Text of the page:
Heinold’s First and Last Chance Saloon is an historic bar in Jack London Square. The saloon was constructed out of lumber salvaged from the stern-wheel paddle steamer Umatilla,2 sometime between November 1870, when the abandoned hulk of the Umatilla was obstructing the construction of the first bridge across the estuary to Alameda,3 and probably mid-summer of 1874. By 1883, a man named Johnson operated a saloon in the building, but could not make a success of it. He sold the business to John Michael "Johnny" Heinold for $100, and on June 1, 1884, Johnny opened for business. The saloon has been in business ever since, in its original building and location, not closing for the 1906 earthquake or during Prohibition. The floor is sharply tilted, resulting from pilings underneath shifting in the 1906 earthquake.
An old, often repeated story about the name, First & Last Chance, that "during the 1920s, Alameda was a dry town" is simple make believe. From 1920 to 1933, all of California and the rest of the United States - not just Alameda - was dry. Charmian London was probably closer to the truth when she wrote, "the stamping-ground of the water-front habitués ... bore this two-faced pseudonym by reason of its accommodating relation to comers as well as goers across the drawbridge." 4 There may also have been an early baseball connection: "The horse car ran across old Webster street bridge, and its passengers en route to and from the ‘Greenhood and Moran’ baseball games, near what is now Neptune Beach, all tumbled off at Johnny’s for their ‘first and last’ drink." 5
On January 7, 1975, Heinold’s First and Last Chance Saloon was designated an Oakland Landmark, under Zoning Case #LM 74-335. On January 1, 1998, the saloon was designated a National Literary Landmark, and on 1 September 2000, it was placed on the National Register of Historic Places.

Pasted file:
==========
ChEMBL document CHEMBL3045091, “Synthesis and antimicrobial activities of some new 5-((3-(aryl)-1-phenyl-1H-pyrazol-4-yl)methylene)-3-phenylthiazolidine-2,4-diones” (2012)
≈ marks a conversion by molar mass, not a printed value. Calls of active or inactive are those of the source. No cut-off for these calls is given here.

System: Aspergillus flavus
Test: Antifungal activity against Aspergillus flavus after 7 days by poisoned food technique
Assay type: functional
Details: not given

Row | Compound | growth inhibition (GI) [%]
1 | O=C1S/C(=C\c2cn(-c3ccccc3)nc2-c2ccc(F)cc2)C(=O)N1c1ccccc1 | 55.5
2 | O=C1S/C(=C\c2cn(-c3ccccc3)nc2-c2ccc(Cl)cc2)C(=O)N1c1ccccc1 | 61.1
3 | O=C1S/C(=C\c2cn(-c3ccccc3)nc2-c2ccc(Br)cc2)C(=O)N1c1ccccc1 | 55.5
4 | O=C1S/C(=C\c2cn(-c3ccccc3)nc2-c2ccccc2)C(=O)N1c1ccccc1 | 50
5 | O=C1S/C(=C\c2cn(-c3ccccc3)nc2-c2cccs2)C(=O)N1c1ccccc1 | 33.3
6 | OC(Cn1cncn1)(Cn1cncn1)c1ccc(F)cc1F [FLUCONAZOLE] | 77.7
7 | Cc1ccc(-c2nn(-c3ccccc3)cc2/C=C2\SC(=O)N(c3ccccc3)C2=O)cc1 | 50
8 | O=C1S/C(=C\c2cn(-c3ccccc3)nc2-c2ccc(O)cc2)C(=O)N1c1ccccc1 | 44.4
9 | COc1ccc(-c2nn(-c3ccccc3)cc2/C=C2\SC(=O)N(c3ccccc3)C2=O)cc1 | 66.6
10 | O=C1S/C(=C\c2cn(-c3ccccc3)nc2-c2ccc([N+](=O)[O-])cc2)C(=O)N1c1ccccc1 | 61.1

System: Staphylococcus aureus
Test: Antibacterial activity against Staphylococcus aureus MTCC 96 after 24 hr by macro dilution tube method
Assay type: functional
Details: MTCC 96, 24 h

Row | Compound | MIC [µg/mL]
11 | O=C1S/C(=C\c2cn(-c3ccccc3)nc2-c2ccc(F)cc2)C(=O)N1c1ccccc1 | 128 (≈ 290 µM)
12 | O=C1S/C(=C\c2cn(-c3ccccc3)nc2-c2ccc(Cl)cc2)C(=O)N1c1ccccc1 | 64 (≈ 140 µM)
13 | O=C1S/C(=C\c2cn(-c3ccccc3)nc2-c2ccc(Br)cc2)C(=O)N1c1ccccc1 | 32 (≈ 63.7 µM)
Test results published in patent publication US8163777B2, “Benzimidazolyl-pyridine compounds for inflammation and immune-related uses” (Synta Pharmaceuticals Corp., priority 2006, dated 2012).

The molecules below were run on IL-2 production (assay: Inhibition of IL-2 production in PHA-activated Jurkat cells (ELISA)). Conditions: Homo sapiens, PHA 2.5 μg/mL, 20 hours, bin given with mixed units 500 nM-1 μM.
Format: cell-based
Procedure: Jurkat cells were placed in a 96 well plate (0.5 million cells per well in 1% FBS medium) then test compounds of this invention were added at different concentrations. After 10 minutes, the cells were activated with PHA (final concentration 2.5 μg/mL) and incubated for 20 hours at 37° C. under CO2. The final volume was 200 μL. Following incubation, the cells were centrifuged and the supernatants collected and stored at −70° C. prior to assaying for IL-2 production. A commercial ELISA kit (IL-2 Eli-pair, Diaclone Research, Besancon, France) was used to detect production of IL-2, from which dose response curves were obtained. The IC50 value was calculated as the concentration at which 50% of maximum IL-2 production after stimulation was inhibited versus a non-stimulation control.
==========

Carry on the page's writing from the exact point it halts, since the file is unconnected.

As a schoolboy in the late 1800s, Jack London studied at Heinold’s. In his autobiographical memoir, John Barleycorn, Jack wrote that he sealed the purchase of his first ship, the Razzle Dazzle, with a shot or two at the bar, when he was only 15. Jack later confided in owner John Heinold about his ambition to attend the University of California. Heinold loaned him tuition money, but Jack only lasted a semester at the University. He later returned to Heinold’s where he wrote his notes for The Sea Wolf and Call of the Wild. Heinold’s is referenced 17 times in John Barleycorn.
Heinold’s is popular both with visitors to Jack London Square and with residents. The bar’s interior is small, dark and (as noted) steeply sloped, but its adjacent dog-friendly, smoke-free patio is a favorite on sunny days. A large mural featuring Jack London is painted on the side of the building, and several plaques note its landmark status. The place has a full bar, but no food. If you want to drink on the patio, alas, you must do it from a plastic cup.
Johnny Heinold died in 1933, after the law changed to allow 3.5% beer, but before Prohibition finally ended. His son George Heinold took over, and ran the business until his own death in 1970. George's widow, Marge Heinold, took over just before George's final illness. The owner for the last 31 years has been Carol Bookman, who purchased the business from Marge Heinold in 1984.
Links & References
- Image(s) used by permission of the UC Berkeley, Bancroft Library
- "If Jack London Came Back - ?", Oakland Tribune, 28 May 1922, p. 70, 77; "Famous Oakland Waterfront Saloon Defies Fate," San Francisco Chronicle, 15 Jul 1923, Section 0, p. 3.
- "Oakland Items", Daily Alta California, San Francisco, CA, 30 Nov 1870.
- London, Charmian, The Book of Jack London (New York, NY: 1921), p. 91.
- "'First and Last Chance' Has Forty-fifth Birthday", Oakland Tribune, 30 May 1929, p. 17.
- Oakland’s Oldest Bar on Oakland North